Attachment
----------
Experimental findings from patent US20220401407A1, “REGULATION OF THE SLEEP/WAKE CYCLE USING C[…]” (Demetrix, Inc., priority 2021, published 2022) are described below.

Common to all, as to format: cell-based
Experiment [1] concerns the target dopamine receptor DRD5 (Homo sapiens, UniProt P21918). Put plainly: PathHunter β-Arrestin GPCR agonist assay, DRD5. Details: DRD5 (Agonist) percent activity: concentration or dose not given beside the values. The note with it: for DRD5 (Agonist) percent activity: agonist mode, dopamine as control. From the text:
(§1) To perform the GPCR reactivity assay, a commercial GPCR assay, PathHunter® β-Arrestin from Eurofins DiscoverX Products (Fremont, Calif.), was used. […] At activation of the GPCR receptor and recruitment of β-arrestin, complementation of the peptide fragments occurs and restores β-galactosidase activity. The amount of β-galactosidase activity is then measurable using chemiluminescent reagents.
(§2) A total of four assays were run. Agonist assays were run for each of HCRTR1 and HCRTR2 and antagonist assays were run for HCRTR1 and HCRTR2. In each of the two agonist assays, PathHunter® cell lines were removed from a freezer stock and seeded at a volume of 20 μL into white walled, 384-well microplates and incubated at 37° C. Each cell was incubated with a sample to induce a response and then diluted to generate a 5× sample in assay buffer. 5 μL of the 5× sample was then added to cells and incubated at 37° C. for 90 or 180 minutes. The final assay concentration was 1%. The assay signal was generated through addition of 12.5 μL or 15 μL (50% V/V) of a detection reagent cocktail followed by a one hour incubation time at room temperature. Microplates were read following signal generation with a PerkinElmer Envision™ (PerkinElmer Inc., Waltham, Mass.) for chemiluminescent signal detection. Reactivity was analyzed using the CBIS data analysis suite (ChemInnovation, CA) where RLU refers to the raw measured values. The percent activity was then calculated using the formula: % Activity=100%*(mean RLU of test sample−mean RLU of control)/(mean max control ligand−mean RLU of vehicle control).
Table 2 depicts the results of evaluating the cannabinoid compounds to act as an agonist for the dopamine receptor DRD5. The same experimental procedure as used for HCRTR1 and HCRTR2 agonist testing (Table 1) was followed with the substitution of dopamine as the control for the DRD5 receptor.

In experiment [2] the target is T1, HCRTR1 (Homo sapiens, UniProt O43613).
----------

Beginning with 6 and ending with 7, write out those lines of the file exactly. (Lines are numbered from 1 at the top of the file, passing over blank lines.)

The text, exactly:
Table 2 depicts the results of evaluating the cannabinoid compounds to act as an agonist for the dopamine receptor DRD5. The same experimental procedure as used for HCRTR1 and HCRTR2 agonist testing (Table 1) was followed with the substitution of dopamine as the control for the DRD5 receptor.

In experiment [2] the target is T1, HCRTR1 (Homo sapiens, UniProt O43613).